Washington, Nov 19 : A team of scientists is developing a cutting-edge trash dryer for NASA, which would take care of rotten and smelly space waste.
NASA will need a new solid waste strategy before it sends astronauts on extended missions to Mars or an outpost on the moon.
In space, waste can't simply be "thrown out."
In the cramped living quarters of a space station, garbage can pile up, spoil and become a health hazard for astronauts.
If astronauts place it outside the airlock, it will orbit alongside their spacecraft. If they eject it away from the spacecraft, they might encounter it again later. Or, even worse, it could contaminate another planet.
According to a report in Chronicle Online, that has prompted Jean Hunter, associate professor of agricultural and biological engineering, to work with research partner Orbital Technologies Corp. (ORBITEC) of Madison, Wisconsin, to develop a cutting-edge trash dryer for NASA.
"We don't know if there's life on Mars, but we know that our trash is teeming with it," said Hunter.
Hunter's group has developed a system that blows hot, dry air through wet trash and then collects water from the warm, moist air that emerges.
This water can be purified for drinking, and the remaining trash is dry, odorless and inert. The air and the heat are both recycled to contain odors and save energy.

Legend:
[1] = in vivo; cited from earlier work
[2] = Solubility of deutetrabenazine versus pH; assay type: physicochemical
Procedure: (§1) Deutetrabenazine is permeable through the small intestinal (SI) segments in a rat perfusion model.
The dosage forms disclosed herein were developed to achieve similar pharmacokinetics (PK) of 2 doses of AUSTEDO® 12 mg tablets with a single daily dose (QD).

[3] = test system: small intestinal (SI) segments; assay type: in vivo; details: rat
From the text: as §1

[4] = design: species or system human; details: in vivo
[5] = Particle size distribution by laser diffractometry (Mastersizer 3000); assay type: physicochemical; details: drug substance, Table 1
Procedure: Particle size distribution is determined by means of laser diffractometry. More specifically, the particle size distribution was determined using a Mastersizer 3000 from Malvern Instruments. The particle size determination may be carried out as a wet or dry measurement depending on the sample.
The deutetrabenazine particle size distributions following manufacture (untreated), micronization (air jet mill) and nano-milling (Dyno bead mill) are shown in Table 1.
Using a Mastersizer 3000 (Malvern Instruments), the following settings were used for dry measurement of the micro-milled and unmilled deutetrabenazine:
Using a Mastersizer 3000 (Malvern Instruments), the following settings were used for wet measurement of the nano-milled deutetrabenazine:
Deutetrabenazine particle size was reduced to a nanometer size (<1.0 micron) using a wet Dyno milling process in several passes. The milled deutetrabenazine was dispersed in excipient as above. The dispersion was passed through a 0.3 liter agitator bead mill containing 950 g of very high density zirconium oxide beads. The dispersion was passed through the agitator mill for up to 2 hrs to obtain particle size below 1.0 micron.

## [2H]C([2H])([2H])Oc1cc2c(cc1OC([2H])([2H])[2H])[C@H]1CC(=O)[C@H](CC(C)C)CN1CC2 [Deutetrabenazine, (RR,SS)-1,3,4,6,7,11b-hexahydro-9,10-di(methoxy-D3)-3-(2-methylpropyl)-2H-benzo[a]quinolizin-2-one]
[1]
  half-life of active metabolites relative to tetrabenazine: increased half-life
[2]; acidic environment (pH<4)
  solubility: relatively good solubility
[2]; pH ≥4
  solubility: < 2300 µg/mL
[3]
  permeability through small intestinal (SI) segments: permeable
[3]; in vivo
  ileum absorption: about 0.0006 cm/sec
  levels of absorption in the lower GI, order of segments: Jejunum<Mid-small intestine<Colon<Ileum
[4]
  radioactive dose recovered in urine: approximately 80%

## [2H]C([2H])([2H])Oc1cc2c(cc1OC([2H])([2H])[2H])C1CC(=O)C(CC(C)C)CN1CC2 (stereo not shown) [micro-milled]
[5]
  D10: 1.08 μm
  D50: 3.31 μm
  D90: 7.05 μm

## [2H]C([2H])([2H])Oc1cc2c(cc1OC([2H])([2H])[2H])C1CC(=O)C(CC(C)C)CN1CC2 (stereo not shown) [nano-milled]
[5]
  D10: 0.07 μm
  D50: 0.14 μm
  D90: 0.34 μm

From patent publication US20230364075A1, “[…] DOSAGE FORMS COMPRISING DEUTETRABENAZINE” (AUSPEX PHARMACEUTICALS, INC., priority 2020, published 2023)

Jean Hunter's team is also working on recovering potable water from space wastewater.
On the planned lunar outpost, urine and hygiene water will have to be recycled. Existing NASA technology can recover around 85 percent of that water, but the last 15 percent, charitably called "brine," poses a much greater challenge.
Hunter's team has a grant with ORBITEC to develop a new specialized brine dryer, but the team has submitted another proposal to dry brine in the trash dryer.
Heat-pump dehumidification drying, as the technique is called, which has commonly been used for drying lumber, needs to be adapted for space, though, because existing systems depend on the Earth's gravity and contain materials unacceptable for spaceflight.
Hunter's team has been testing the dryer with fake "space trash" - a mix of paper towels, duct tape, baby wipes and dog food, to simulate the astronauts' food scraps.
A prototype heat-pump dryer is currently being tested at the NASA Ames Research Center.
ORBITEC may also make a prototype that performs under zero gravity, is small and light enough for a spacecraft and can survive the rigors of a rocket launch.